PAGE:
CHICAGO -In the room, doctors and nutritionists held on to their ideas of a perfect diet, just as the parent who clings to his or their child.

At the American Heart Association’s Scientific Sessions annual meeting, an audience of panelists debated the diets they considered to be the most beneficial for heart health, drawing upon data that had been published in recent years. Although there wasn’t a definitive choice, panel members all agreed that the ideal food plan is one that’s rich in vegetables, rich in whole foods that aren’t processed, and free of processed meat and added sugar as well as carbohydrates.

Although the ideal food plan “depends on the individual … I also firmly believe that everyone should focus on a foundational diet that includes all of [these] agreed upon components,” one of the panelists was Christopher Gardner, director of Nutrition Studies at Stanford Prevention Research Center,

But even those agreed on elements would require a significant lifestyle change for many Americans -however, only when you’ve reached the “foundational diet” is there “room to “biohack” to create your own individual diet

What’s more, the most effective diet is “the one you can stick to,” and, more specifically it’s one that is the “highest quality” one you will stick to, he added.

Lots of meat, vegetables and plenty of olive oil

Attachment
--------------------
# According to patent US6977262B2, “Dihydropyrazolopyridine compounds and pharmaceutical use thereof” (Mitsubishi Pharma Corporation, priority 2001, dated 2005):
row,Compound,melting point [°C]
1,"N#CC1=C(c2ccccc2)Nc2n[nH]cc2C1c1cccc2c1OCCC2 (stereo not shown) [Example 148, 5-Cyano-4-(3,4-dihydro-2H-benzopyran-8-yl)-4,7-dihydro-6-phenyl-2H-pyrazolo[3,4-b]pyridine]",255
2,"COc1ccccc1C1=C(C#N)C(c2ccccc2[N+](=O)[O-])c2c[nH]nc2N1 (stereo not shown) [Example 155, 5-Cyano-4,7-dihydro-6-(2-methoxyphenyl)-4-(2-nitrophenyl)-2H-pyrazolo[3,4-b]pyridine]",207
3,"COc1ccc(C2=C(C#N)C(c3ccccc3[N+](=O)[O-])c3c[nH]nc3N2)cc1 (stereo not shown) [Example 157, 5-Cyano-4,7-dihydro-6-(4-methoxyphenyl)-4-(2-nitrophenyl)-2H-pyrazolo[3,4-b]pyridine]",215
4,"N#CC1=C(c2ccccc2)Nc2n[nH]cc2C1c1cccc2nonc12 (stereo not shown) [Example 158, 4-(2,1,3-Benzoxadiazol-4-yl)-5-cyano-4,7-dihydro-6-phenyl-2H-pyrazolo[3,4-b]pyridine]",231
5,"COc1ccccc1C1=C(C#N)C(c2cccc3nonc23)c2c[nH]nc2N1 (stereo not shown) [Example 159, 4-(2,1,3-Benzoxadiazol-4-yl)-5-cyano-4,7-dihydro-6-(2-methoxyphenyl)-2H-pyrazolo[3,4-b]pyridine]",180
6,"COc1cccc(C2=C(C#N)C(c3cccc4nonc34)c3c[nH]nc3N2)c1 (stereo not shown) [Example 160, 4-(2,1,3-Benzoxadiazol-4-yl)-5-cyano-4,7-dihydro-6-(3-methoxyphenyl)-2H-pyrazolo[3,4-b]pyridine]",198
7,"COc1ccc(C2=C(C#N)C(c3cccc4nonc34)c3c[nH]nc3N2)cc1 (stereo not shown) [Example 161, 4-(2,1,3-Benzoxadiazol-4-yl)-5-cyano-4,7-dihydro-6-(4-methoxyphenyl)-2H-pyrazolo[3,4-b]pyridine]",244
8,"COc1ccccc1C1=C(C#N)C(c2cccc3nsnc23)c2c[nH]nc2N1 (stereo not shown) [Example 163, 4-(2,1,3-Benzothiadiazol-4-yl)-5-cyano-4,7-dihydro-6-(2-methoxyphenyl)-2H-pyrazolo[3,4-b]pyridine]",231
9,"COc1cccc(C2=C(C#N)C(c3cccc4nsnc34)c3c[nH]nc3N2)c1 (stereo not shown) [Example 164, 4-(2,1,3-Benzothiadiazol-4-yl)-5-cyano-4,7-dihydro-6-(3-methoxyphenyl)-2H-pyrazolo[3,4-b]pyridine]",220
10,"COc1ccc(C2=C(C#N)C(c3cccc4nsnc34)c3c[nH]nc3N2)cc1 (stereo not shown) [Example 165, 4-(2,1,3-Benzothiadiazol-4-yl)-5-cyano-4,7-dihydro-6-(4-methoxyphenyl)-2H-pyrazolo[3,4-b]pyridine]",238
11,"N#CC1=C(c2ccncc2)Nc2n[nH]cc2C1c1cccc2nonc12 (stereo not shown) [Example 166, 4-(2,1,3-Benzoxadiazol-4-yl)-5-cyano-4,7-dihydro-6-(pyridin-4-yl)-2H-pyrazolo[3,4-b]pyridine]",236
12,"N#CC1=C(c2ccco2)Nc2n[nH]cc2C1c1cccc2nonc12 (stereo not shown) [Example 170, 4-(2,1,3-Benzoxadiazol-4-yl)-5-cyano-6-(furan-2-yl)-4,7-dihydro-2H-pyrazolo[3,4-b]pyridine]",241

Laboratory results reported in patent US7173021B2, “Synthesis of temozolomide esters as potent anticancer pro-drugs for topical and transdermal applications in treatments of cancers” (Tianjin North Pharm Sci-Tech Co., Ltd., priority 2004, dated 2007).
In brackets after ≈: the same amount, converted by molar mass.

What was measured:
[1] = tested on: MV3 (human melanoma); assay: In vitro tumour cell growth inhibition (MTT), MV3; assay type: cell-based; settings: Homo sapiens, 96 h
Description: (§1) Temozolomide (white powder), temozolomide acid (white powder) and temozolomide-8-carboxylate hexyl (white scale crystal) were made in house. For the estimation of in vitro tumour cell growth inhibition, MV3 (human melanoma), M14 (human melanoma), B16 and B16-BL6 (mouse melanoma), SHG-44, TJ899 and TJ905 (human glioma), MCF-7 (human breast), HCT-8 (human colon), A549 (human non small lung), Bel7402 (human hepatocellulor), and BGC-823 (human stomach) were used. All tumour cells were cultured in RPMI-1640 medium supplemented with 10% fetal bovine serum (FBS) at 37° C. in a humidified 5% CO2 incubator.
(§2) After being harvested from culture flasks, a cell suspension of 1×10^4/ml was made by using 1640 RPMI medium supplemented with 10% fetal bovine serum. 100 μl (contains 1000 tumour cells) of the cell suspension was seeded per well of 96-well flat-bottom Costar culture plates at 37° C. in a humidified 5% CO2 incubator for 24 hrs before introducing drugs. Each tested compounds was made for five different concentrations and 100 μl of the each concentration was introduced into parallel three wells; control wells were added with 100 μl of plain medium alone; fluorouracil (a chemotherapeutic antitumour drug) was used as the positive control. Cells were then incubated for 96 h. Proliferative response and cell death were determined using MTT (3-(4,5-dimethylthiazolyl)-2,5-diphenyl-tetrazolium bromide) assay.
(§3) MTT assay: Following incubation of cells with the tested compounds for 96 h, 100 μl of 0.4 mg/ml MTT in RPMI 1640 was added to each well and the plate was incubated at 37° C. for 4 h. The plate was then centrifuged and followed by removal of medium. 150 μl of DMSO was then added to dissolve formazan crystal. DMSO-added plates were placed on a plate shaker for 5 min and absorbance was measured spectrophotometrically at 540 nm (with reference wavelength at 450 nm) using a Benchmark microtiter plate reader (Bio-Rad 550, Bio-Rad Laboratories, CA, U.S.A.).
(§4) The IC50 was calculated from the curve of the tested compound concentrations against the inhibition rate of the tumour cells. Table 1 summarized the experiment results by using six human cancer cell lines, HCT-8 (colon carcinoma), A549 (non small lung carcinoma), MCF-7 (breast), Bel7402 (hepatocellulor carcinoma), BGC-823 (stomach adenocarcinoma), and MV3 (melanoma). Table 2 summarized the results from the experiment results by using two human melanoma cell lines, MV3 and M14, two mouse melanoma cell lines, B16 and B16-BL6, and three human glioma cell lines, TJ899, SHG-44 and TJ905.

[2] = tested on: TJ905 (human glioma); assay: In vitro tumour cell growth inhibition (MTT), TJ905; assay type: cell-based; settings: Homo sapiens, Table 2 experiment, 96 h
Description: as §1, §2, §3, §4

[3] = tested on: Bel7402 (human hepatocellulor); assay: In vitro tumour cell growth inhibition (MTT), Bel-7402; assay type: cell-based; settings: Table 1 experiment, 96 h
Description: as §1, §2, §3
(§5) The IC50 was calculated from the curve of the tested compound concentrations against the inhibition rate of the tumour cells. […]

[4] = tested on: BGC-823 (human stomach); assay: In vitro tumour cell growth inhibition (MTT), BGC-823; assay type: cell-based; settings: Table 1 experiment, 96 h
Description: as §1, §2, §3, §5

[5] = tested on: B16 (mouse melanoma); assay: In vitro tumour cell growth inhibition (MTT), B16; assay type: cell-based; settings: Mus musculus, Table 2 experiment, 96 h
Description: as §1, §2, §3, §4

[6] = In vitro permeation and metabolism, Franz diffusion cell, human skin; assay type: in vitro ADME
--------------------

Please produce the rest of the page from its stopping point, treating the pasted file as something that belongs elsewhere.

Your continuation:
The panelists talked about three types of diets — vegetarian, Mediterranean and keto -as well as their effects on the health of the heart.

The vegan diet

The vegan diet demands the elimination of all animal or animal-based products and is primarily focused on vegetables.

“If you substitute animal protein with plant protein, you would decrease mortality… [and] cardiovascular risk factors” over a certain period of time, according to the Dr. Kim Williams, a cardiologist at Rush University Medical Center in Chicago in the course. Previous studies have demonstrated that risk reduction is greatest when you quit eating processed red meats, he explained. In comparison to a diet rich on meats, a diet that is based on plants reduces blood pressure. There’s evidence it reduces levels of C-reactive proteins, an indicator of inflammation in the body, he added.

However, even with the vegan diet out of the picture “if everybody went from [eating] processed red meat to [eating] just regular red meat, we would dramatically decrease cardiovascular death in this country,” Williams stated.

However, the vegan diet isn’t always perfect. It can result in an vitamin B12 deficiency, which is a vitamin present in the animal product. Vitamin B12 deficiency could cause a decrease in the number of red blood cells or anemia. (Another reason for anemia could be an iron shortage.) Additionally the vegan diet won’t be able to help when, in addition to the vegetables, you’re eating fried foods on plates,

The Mediterranean diet

The Mediterranean diet is a good way to get meat and fish, but it is important to note that seafood is more preferred to red meat. Extra-virgin olive oils play the lead in this diet, and it also contains nuts, plenty of fruits, vegetables, and wine (in moderate amounts). There is evidence to suggest that the Mediterranean diet can lower amounts that are “bad” cholesterol and is associated with a lower risk of death due to heart disease, as per research from the Mayo Clinic.